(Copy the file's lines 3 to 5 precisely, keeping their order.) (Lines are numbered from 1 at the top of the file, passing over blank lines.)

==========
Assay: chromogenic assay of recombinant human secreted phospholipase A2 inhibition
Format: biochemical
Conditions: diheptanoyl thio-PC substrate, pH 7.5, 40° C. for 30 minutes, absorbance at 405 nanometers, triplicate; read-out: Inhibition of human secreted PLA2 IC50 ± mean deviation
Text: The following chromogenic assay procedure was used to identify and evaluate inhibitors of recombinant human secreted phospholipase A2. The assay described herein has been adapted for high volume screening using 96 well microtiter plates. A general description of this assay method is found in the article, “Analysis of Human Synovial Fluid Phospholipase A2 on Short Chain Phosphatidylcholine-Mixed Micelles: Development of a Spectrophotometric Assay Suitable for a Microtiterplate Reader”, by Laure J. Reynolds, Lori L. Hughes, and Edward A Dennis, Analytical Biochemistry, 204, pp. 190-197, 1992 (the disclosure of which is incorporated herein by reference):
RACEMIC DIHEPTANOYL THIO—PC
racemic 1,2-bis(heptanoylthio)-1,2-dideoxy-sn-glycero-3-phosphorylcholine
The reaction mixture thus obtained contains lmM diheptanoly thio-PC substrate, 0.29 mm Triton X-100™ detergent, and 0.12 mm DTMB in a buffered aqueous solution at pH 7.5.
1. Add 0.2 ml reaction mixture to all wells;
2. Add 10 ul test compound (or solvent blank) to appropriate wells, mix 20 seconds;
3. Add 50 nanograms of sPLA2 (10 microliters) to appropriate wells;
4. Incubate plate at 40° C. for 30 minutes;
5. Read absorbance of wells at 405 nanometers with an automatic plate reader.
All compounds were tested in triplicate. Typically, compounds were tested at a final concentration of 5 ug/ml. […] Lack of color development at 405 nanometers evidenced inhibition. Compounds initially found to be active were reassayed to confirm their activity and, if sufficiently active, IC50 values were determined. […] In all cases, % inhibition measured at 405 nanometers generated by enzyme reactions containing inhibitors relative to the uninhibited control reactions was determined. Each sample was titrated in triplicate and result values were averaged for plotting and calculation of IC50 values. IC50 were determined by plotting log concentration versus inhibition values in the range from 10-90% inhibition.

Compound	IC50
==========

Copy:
Conditions: diheptanoyl thio-PC substrate, pH 7.5, 40° C. for 30 minutes, absorbance at 405 nanometers, triplicate; read-out: Inhibition of human secreted PLA2 IC50 ± mean deviation
Text: The following chromogenic assay procedure was used to identify and evaluate inhibitors of recombinant human secreted phospholipase A2. The assay described herein has been adapted for high volume screening using 96 well microtiter plates. A general description of this assay method is found in the article, “Analysis of Human Synovial Fluid Phospholipase A2 on Short Chain Phosphatidylcholine-Mixed Micelles: Development of a Spectrophotometric Assay Suitable for a Microtiterplate Reader”, by Laure J. Reynolds, Lori L. Hughes, and Edward A Dennis, Analytical Biochemistry, 204, pp. 190-197, 1992 (the disclosure of which is incorporated herein by reference):
RACEMIC DIHEPTANOYL THIO—PC